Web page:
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        A Home-Based Business Online

        a home based business onlinehome business ideas



        Another AHBBO Article
        Choosing the Right Home Business For You

        © 2001-20017 Elena Fawkner

        Pay any attention at all to your email inbox and you'd be
        forgiven for thinking that the only way to run a business
        from home is on the Internet.  Sure, many people are
        running spectacularly successful Internet-based home
        businesses.  Many, many more are doing so even more
        spectacularly unsuccessfully.

        But what if you're not interested in running an Internet
        business?  What if you want to start and run a home
        business the old-fashioned way?  Where do you start?

        Actually starting any home business is the easy part. 
        The hard part's deciding what that business should be. 

        So how do you even start the process of deciding on the
        right home business for you?  The key is to be methodical,
        realistic, objective and patient.

        Step 1 : Personal Inventory

        The first place to start is to inventory your skills,
        experience, interests, and personality characteristics.
        These are what you have to work with - your raw
        ingredients, so to speak.

        Make a list of personal qualities and factors that you can
        throw into the mix.  Include things like:

        => your personal background;
        => training and education;
        => work and volunteer experience;
        => special interests and hobbies;
        => leisure activities;
        => your personality and temperament.

        All of these qualities and factors make up what you know
        and what you're good at.

        Step 2 : Identify What You Like

        It's one thing to know a lot about something or be good at
        it.  It's quite another to enjoy it enough to want to make it
        your life's work.  So, remove from the list you created in
        Step 1 anything that you don't really, really like doing or
        which plain doesn't interest you.  No matter how good you
        are at it.  If you're lucky enough to like what you're good at,
        as a general rule, stick with what you know.

        Step 3 : Match Your Likes With Marketable Activities

        If Steps 1 and 2 still haven't suggested feasible home
        business ideas, review the following activities that have
        proven marketable for others and weigh them against
        your "likes" from Step 2:

        Crafts - pottery, ceramics, leadlighting
        Health and Fitness - aerobics instructor, network marketing
        for a health products company, home health care
        Household Services - cleaning, gardening, shopping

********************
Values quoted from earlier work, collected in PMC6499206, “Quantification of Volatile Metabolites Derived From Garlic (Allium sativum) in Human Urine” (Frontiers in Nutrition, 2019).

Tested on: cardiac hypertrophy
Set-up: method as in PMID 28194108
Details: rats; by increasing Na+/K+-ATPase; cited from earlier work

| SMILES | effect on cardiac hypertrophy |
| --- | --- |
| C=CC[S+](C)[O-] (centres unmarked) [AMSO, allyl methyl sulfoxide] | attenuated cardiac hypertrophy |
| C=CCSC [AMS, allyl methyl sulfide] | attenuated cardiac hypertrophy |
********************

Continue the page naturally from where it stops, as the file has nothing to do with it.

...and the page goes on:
Professional Services - attorney, architect, interior
        designer
        Personal Services - make-up artist, hairdresser
        Business Services - business plan writer, meeting planner
        Wholesale Sales - antique dealer, dropshipper
        Retail Sales - children's clothing, widgets
        Computers - web design, internet training.

        You get the idea.  This is not an exhaustive list, obviously.
        You can visit the AHBBO Ideas Page for a list of over 500
        home business ideas at http://www.shelteredturtle.com/ideas.html .

        Step 4 : Make a List of Business Ideas That Fit With Your
        Likes From Step 2

        By the time you're done, you'll have a hitlist of possible
        matches between your skills and interests on the one
        hand and home business ideas utilizing those skills and
        interests on the other.

        Step 5 : Research

        Armed with your list from Step 4, identify those ideas that
        you think have marketable potential and then research
        whether that belief is accurate.  In order to have
        marketable potential, the idea must satisfy the following
        criteria:

        => It must satisfy or create a need in the market.  The
        golden rule for any business is to either find or create a
        need and then fill it.

        => It must have longevity.  If your idea is trendy or faddish,
        it doesn't have longevity.  Go for substance over form in
        all things.

        => It must be unique.  This doesn't mean you have to invent
        something completely new but it does mean that there has
        to be some *aspect* of your product or service that sets it
        apart from the competition.  This is easy if you go for the
        niche, rather than mass, market.  Don't try to be all things
        to all people.  You'll only end up being too little to too many.

        => It must not be an oversaturated market.  The more
        competition you have, the harder it will be to make your mark.
        It's unrealistic to expect no competition, of course.  In fact,